In recent days, Microsoft has sent out invitations for others to "hear about what's next for Windows and the Enterprise" on Sept.30 in San Francisco. The most eye-catching news may be about the next version of Windows OS – Windows 9 or "Threshold". We hope that we can get the Windows 9 beta now. But for the widespread release, we have to wait for next year. But we still have chance to look at Windows 9's release data and new features now.
Actually, we expect Windows 9 to launch in PCs, laptops, tablets and phones that you can buy in April 2015 but Microsoft showed off a "Windows Technical Preview" and we expect that availability for the Windows 9 beta will be announced. Still, Windows 9 hasn't been mentioned by name for the event. That's to say, the next version of Windows doesn't have a name yet. We can guess, Microsoft hopes the new generation of Windows OS can improve sales to business more than ever.
First, the big news is that Windows 9's Start menu will get back on the left side of the desktop. It combines the old style Windows 7 style with Windows 8 Starts screen functionality. Not all, there are some other changes included in Windows 9. Let's see:
Seeing from the Windows 9 leaked screenshots, start menu returns in Windows 9.
Look to the left side of the new Start menu in both Start menu shots and you can see a list of recently used apps and the option to select a list of 'All apps'. One interesting point to note is that 'All apps' appears to include both Desktop- and Metro apps. The key to Windows 9 is marrying up the two disparate elements of Windows 8 in a way that makes sense to consumers. This way Microsoft can satisfy both those users who miss the Start menu, and also make Metro apps more useful.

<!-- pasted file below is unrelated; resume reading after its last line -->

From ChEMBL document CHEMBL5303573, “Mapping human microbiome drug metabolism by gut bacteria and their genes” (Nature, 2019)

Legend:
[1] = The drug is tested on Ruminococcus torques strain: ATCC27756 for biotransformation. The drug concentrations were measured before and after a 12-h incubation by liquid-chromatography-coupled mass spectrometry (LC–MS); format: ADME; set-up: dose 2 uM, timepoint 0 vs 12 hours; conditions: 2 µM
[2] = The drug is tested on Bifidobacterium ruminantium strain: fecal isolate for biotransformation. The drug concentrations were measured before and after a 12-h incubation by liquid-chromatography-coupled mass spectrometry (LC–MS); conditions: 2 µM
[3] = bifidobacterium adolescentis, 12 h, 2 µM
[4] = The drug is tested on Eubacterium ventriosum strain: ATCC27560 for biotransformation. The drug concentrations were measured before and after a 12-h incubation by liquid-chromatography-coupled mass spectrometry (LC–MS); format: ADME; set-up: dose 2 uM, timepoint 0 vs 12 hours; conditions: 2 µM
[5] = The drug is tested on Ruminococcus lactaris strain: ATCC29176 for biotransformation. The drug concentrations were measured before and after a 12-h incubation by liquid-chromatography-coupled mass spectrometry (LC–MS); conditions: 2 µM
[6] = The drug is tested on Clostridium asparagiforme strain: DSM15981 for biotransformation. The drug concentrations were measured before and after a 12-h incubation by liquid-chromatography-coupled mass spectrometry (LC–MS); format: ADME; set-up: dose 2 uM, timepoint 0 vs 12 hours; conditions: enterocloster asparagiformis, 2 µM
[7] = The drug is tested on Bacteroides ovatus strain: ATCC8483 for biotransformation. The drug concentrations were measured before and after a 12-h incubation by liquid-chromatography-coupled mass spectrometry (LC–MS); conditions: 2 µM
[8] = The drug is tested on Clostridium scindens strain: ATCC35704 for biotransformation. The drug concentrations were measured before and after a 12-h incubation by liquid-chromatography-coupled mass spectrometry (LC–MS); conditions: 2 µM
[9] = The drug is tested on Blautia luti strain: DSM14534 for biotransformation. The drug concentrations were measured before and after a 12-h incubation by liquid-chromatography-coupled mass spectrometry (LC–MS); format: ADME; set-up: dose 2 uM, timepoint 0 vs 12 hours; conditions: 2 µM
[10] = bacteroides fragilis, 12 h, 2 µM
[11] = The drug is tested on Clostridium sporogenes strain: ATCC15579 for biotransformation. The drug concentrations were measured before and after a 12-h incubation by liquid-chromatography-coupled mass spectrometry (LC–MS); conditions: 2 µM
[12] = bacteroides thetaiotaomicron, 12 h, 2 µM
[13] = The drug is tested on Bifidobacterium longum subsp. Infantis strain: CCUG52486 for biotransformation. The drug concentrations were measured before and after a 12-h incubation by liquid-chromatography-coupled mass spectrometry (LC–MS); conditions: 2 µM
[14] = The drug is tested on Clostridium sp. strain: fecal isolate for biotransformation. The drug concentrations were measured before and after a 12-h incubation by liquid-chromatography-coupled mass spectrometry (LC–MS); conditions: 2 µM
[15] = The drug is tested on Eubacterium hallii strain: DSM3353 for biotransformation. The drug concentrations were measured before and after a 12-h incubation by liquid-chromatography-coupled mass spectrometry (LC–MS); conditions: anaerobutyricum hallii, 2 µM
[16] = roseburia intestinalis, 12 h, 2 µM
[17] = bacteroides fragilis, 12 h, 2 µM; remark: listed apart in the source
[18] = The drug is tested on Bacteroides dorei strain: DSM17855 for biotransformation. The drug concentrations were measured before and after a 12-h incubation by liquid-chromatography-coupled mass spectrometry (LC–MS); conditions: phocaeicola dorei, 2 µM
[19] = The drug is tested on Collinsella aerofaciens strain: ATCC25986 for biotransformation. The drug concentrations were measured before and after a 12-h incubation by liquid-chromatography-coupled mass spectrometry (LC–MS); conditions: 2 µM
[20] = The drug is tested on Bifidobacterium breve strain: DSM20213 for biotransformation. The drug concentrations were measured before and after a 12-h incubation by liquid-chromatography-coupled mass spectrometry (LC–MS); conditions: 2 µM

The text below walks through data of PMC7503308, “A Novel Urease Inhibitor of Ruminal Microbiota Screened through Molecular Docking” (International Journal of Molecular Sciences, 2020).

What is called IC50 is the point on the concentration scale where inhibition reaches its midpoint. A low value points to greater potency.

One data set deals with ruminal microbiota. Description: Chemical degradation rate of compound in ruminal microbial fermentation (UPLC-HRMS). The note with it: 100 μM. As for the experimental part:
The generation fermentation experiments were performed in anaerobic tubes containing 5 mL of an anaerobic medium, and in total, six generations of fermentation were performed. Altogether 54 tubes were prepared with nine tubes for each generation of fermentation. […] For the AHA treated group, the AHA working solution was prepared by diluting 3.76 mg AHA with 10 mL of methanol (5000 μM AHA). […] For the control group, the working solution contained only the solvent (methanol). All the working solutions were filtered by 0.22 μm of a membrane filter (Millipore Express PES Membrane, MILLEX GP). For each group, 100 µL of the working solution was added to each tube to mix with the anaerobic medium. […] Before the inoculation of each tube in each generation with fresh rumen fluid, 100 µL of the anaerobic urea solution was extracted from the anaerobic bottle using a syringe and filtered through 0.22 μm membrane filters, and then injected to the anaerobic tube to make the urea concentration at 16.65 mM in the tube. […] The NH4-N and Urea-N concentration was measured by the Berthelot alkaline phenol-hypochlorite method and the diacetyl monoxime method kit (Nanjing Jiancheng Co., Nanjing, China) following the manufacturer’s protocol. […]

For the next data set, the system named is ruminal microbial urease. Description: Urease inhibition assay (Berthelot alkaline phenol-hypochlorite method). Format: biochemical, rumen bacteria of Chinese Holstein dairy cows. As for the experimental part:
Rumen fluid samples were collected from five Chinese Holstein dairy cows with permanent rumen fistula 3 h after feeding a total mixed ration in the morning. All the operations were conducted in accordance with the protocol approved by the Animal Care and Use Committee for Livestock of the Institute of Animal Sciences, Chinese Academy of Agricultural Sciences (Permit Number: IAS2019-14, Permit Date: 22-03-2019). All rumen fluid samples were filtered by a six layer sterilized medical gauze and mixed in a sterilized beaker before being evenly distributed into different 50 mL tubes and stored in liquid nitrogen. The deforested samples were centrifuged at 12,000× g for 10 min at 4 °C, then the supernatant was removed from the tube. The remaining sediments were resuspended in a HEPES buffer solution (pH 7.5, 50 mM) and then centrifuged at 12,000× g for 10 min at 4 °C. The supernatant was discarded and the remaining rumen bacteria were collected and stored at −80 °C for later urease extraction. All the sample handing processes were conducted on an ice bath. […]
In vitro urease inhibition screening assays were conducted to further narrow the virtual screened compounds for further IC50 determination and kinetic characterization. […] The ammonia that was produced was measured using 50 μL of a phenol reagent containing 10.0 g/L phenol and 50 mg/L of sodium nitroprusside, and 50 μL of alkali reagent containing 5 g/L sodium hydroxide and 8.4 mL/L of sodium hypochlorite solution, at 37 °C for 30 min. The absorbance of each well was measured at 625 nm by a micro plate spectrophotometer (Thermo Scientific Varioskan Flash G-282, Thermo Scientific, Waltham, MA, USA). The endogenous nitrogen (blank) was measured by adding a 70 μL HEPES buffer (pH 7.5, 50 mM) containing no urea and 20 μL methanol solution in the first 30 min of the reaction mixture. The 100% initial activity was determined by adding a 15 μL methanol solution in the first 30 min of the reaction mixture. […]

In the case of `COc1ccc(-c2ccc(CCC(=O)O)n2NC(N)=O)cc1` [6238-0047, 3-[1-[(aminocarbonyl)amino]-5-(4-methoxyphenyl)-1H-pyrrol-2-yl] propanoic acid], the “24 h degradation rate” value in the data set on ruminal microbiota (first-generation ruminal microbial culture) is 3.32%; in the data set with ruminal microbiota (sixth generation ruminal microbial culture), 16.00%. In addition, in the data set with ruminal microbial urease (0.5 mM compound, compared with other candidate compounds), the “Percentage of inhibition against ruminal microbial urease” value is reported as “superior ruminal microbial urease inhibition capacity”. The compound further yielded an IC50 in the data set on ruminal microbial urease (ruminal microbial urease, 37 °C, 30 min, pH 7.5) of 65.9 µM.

It claims that Microsoft will do away with the Charms bar – that menu which pops in from the right with buttons like search, share, start and settings. However, it's still present on touch-based systems but can only be accessed with touch, not a mouse pointer.
It will undoubtedly get some sort of whiz-bang marketing name, because since Windows XP. But you had to install a third-party app to get them to work.
From the screenshots, Microsoft seems to indicate Cortana will be just another app. Let's look forward for next year's release.
About the price, it doesn't have an exact definition. But it won't cost too much. For fine details – including just about every detail of the user interface – we'll have to wait and see what Microsoft dreams up next. For more features and tips of Windows, click here to know more info about Windows tips.
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